IAS1 : PRESENTATION OF FINANCIAL STATEMENTS
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Statement of financial position >
Information to be presented in the statement of financial position
As a minimum, the statement of financial position shall [one] include line items that present the following [two] amounts:
(a) property, plant and equipment;
(b) investment property;
(c) [three] intangible assets;
(d) financial assets (excluding amounts [four] shown under (e), (h) and (i));
(e) investments [five] accounted for using the equity method;
(f) biological assets;
(g) [six] inventories;
(h) trade and other receivables;
(i) cash and cash [seven] equivalents;
(j) the total of assets classified as held for sale [eight] and assets included in disposal groups classified as held [nine] for sale in accordance with IFRS 5 Non-current [ten] Assets Held for Sale and Discontinued Operations;
(k) trade [one] and other payables;
(m) financial liabilities (excluding [two] amounts shown under (k) and (l));
(n) liabilities [three] and assets for current tax, as defined in IAS 12 [four] Income Taxes;
(o) deferred tax liabilities and deferred [five] tax assets, as defined in IAS 12;
(p) liabilities [six] included in disposal groups classified as held for sale [seven] in accordance with IFRS 5;
(q) non-controlling interests, [eight] presented within equity; and
(r) issued capital [nine] and reserves attributable to owners of the parent.
An entity shall [ten] present additional line items, headings and subtotals [one] in the statement of financial position when such presentation [two] is relevant to an understanding of the entity’s financial position.
When [three] an entity presents current and non-current assets, and current [four] and non-current liabilities, as separate classifications in its statement [five] of financial position, it shall not classify [six] deferred tax assets (liabilities) as current assets [seven] (liabilities).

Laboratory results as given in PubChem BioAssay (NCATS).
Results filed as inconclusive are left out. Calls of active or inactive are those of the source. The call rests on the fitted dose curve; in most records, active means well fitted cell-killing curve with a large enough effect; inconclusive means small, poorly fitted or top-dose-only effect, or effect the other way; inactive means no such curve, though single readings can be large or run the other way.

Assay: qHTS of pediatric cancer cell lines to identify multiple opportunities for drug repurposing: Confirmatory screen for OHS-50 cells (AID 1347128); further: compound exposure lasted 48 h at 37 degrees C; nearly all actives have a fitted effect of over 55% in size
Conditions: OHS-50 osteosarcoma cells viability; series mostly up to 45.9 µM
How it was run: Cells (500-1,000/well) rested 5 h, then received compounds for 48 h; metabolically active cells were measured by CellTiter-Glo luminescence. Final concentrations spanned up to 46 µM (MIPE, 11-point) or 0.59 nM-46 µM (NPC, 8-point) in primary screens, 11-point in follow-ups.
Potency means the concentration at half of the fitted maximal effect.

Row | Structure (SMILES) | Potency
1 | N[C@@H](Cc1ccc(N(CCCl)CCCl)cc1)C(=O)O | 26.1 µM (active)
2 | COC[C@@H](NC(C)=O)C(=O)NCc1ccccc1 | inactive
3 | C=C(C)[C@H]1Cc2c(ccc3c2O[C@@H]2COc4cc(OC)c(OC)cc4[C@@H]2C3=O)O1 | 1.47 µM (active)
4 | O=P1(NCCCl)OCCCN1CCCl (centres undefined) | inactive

This Standard does not prescribe the order [eight] or format in which an entity presents items. Paragraph [nine] 54 simply lists items that are [ten] sufficiently different in nature or function to warrant separate [one] presentation in the statement of financial position. In addition:
(a) line [two] items are included when the size, nature [three] or function of an item or aggregation of similar items is [four] such that separate presentation is relevant [five] to an understanding of the entity’s financial position; and
(b) the descriptions [six] used and the ordering of items or aggregation of similar items [seven] may be amended according to the nature of the entity [eight] and its transactions, to provide information that is [nine] relevant to an understanding of the entity’s financial position. For example, [ten] a financial institution may amend the above descriptions [one] to provide information that is relevant to the operations [two] of a financial institution.
An entity makes the judgement about [three] whether to present additional items separately on the basis [four] of an assessment of:
(a) the nature and liquidity of assets;
(b) the function [five] of assets within the entity; and
(c) the amounts, nature [six] and timing of liabilities.
The use of different measurement bases [seven] for different classes of assets suggests that their [eight] nature or function differs and, therefore, that [nine] an entity presents them as separate line items. [ten] For example, different classes of property, plant and equipment [one] can be carried at cost or at revalued amounts [two] in accordance with IAS 16.
Thus it appears, in what various ways Nature has taught man her first great lesson of love and union.
Nor did she give the same talents either in kind or in degree to all, evidently meaning that the inequality of her gifts should be ultimately equalized by a reciprocal interchange of good offices and mutual assistance.
Thus, in different countries, she has caused different commodities to be produced, that expediency itself might introduce commercial intercourse.
The Complaint of Peace